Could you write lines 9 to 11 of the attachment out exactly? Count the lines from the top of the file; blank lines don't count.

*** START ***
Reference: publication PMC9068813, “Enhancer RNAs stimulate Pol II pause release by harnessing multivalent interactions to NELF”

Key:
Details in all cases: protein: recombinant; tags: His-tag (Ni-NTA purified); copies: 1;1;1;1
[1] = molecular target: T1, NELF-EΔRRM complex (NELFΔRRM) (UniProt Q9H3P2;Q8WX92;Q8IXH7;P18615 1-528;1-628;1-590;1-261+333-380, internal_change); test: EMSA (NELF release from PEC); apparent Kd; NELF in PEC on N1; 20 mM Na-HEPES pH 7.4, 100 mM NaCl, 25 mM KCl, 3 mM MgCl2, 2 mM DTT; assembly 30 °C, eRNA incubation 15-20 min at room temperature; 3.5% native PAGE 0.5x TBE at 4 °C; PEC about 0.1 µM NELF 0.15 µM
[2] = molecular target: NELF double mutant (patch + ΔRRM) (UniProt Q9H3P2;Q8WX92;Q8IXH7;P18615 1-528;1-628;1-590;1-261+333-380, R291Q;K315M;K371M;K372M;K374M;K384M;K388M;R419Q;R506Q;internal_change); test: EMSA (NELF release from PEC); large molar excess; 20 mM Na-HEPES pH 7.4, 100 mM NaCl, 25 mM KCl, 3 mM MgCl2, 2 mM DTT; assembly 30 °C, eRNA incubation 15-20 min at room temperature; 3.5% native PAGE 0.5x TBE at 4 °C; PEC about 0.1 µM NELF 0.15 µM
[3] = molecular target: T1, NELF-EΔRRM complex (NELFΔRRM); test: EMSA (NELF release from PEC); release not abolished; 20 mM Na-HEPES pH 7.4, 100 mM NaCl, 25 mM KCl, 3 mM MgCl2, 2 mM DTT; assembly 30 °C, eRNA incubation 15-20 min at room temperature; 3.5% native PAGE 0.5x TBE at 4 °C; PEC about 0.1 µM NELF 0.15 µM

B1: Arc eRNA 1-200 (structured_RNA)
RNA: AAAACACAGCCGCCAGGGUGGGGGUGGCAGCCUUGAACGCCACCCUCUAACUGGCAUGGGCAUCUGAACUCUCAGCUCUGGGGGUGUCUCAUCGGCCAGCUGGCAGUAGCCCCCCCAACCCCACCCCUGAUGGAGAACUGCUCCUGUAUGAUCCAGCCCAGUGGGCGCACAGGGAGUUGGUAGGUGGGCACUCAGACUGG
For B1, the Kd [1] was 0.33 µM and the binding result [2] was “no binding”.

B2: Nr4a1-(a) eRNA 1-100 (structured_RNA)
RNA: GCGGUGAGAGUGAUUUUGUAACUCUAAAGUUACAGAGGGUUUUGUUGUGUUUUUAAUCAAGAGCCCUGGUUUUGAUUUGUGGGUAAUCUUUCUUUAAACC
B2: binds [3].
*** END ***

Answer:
For B1, the Kd [1] was 0.33 µM and the binding result [2] was “no binding”.

B2: Nr4a1-(a) eRNA 1-100 (structured_RNA)
RNA: GCGGUGAGAGUGAUUUUGUAACUCUAAAGUUACAGAGGGUUUUGUUGUGUUUUUAAUCAAGAGCCCUGGUUUUGAUUUGUGGGUAAUCUUUCUUUAAACC